Magic the Gathering: Duels of the Planeswalkers Steam Review


Magic: the Gathering has a long history in gaming. First introduced in 1993, it pioneered the modern collectible card game that is still prevalent today. As of 2006, Wizards of the Coast claimed over six million Magic players in 52 countries. That’s officially huge.

It’s even made its way into the digital space with Magic the Gathering Online, and now with Magic: the Gathering: Duels of the Planeswalkers. First released on XBox Live Arcade in June of 2009, it’s now available on Steam and will soon be available on PlayStation Network as well.

So, how does the digital version capture the tabletop experience? Read on to find out.

Magic the Gathering: Duels of the Planeswalkers (PC [reviewed], PlayStation 3, Xbox 360)
Developer: Wizards of the Coast
Publisher: Wizards of the Coast
Released: June 17, 2009
MSRP: $49.99

Right out of the box, I should tell you that if you have absolutely no interest in Magic: the Gathering, you most likely won’t like this game. After all, the card game is all this game is about, albeit a digital version thereof. However, if you have ever wondered what all the fuss was about, this is a great way to learn a little about the game without the expense of buying a lot of cards.

Duels of the Planeswalkers recreates the experience of playing a game of Magic faithfully, offering a range of custom tables and play locations. The graphics are crisp, and animations are smooth and entertaining. Spell effects reflect what their cards imply. For example, a holy spell preventing damage causes white light to flow up out of the table.

There are a number of game modes that you choose from. Besides the singleplayer campaign, there are puzzle-like challenges that require you find ways to defeat an opponent in a set situation with only one turn. Custom Duels allow you to go head to head with any AI opponent you choose. There is an option for cooperative campaign play and custom co-op duels, but they are local co-op only, and require you to connect a gamepad to your PC.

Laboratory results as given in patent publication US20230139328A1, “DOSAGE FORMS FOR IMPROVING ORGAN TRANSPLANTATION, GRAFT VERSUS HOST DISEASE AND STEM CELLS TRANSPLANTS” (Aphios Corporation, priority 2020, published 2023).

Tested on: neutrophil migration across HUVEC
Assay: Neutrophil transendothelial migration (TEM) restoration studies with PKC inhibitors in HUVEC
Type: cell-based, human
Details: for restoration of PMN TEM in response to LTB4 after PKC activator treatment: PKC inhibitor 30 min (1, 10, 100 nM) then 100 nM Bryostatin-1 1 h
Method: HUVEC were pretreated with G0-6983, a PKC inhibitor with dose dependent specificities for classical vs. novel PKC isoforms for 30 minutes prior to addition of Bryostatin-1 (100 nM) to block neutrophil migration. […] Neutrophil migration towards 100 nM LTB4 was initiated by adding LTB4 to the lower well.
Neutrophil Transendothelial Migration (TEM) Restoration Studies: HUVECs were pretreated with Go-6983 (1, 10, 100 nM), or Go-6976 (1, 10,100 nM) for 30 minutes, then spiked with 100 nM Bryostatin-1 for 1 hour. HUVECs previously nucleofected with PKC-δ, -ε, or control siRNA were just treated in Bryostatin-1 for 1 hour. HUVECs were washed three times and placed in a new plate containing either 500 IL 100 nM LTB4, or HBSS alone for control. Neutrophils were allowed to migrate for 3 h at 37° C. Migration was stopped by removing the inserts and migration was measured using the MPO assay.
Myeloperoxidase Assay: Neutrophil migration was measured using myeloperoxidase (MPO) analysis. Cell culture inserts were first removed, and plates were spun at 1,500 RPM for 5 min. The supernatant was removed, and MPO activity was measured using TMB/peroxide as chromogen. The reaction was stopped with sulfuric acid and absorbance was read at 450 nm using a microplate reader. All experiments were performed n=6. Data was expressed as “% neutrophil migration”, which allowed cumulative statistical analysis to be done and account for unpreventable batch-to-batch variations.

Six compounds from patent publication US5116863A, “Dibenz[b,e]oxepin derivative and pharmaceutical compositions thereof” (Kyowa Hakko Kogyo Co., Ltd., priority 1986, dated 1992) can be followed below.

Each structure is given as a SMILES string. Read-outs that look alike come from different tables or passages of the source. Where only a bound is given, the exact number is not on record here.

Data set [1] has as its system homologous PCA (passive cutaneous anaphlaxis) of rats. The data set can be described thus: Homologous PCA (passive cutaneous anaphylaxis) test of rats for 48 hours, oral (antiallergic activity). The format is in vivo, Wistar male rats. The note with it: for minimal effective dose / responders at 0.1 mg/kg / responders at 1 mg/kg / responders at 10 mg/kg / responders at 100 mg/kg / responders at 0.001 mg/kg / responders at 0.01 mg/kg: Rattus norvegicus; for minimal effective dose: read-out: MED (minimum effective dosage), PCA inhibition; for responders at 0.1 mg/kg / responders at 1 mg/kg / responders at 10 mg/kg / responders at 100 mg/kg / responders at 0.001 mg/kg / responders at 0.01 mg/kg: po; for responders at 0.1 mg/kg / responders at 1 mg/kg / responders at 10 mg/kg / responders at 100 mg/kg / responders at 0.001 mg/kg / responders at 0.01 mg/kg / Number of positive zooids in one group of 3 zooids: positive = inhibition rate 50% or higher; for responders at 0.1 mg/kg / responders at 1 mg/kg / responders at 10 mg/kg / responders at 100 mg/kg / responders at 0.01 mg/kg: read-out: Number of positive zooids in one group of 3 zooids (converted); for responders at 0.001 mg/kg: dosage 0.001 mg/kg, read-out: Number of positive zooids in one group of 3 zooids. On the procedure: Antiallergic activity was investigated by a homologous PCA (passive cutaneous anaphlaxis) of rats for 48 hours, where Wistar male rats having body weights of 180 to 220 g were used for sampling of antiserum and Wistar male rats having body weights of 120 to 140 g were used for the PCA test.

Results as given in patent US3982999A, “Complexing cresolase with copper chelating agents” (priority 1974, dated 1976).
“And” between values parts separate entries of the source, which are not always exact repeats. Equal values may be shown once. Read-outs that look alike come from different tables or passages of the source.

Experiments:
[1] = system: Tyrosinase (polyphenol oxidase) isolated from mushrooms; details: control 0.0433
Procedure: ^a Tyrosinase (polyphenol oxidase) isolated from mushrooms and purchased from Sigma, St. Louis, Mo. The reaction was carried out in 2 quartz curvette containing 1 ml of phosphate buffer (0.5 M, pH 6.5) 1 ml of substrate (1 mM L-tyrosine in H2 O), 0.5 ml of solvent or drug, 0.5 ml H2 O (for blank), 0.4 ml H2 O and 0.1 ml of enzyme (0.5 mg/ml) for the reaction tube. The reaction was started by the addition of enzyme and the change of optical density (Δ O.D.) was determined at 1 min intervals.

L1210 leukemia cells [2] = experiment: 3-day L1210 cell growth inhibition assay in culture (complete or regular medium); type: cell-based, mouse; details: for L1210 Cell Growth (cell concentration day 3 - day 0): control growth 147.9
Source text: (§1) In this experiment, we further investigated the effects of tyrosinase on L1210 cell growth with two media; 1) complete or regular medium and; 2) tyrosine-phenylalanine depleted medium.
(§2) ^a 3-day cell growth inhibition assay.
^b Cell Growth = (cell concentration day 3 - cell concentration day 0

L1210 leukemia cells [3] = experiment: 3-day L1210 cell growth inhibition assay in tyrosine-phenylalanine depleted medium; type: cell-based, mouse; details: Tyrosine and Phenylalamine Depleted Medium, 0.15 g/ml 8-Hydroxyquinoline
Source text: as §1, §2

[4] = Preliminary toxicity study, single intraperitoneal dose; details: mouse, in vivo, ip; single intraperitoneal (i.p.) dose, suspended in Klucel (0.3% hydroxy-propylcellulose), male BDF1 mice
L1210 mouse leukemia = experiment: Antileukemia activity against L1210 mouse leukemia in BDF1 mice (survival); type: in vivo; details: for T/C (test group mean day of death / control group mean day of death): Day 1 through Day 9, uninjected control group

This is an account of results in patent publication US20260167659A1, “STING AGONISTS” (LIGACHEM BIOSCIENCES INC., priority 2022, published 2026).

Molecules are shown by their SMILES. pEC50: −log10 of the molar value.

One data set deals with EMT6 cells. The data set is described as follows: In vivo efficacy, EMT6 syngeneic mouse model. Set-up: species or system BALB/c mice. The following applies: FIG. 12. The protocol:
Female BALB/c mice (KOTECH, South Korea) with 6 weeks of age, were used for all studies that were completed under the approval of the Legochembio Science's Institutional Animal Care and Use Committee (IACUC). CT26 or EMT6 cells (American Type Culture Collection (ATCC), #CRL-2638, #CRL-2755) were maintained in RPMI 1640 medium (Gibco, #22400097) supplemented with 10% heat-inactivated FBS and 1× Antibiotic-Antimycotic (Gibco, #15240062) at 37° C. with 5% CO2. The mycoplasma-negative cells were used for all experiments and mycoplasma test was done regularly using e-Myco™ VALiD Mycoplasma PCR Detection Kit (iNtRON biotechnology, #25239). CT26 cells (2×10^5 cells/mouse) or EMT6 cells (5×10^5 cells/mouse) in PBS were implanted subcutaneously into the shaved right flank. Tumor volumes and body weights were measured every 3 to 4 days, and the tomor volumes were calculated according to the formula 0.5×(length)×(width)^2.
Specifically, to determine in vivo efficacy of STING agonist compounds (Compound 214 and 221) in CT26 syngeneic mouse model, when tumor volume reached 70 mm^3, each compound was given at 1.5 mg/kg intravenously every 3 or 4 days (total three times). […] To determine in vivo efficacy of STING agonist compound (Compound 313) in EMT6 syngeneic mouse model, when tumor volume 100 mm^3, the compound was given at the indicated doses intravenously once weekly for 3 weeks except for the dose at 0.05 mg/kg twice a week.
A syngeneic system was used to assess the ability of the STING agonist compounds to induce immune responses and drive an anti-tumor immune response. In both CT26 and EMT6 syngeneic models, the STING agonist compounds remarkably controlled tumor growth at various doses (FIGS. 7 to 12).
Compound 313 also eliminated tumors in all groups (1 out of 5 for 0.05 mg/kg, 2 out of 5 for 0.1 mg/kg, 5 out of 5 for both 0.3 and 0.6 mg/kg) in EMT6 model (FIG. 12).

Online multiplayer is included, but there is no campaign play. You can play matches with 2 to 4 players, in either a free-for-all or 2 vs. 2 setting. Connection is simple and easy (Thank you, Steam), and limiting expansions is only a click of the mouse away. There’s currently only one expansion worth of content, but it looks like Wizards may be planning a lot more for the future.

The opponents in the game are ruthless, even on moderate difficulty settings. If you’ve never played Magic before, be sure to set things up so you’re on the easiest difficulty. Either that, or take on a friend a few times to get your chops before you dive right into the campaign.

A few of the game mechanics are tricky, such as playing interrupts and instants. A short timer defines the time that these may be played. Although the game does include a button to stop the timer, I have encountered issues when it did not provide the timer at all. In some cases, this can be the difference between winning and losing a match, so that is a nagging problem.


The most important part of any Magic game is the cards, and it’s here that my main complaint about Duels of the Planeswalkers lies. Arguably the most interesting part of Magic is going through all the cards you have and building the most potent deck you can out of them. Granted, I didn’t expect them to be selling booster packs of cards like I see in a store, but I hoped to more control over the structure of my deck than is provided here.

While you can add in and remove cards, you can only affect the cards that you’ve unlocked through gameplay. The core of the deck remains unchanged. Lands are added as needed with no input from the player. The system works, and it’s probably great for newer players, but for someone like me who was playing when the game was created in 1993, I’d like to get a bit more granular.

Still, the game is only $9.99 on Steam, and for what you play there’s a fair bit of content here, even if you don’t play online. Additional expansions or game modes down the road from Wizards would be most welcome indeed. I’d love to see a return of the cross of adventure/role-playing that the original Microprose Magic: the Gathering game offered back in 1997.

Outside of my problems with deck management, Duels of the Planeswalkers is an excellent game. It’s polished and well put together, and does an excellent job of translating the experience of playing Magic: the Gathering from tabletop to monitor. It also allows me to play Magic with friends who aren’t local, and it contains several cards that you may or may not own in real life. I’d recommend it to any fan of the Magic: the Gathering card game or anyone who wants to learn how to play Magic for themselves.


  • True to the original card game
  • Nice graphics and spell effects
  • Multiple game modes, including multiplayer


  • Poor deck management
  • No online co-op play
  • Gamepad requirement for local co-op

Overall Score: 88/100

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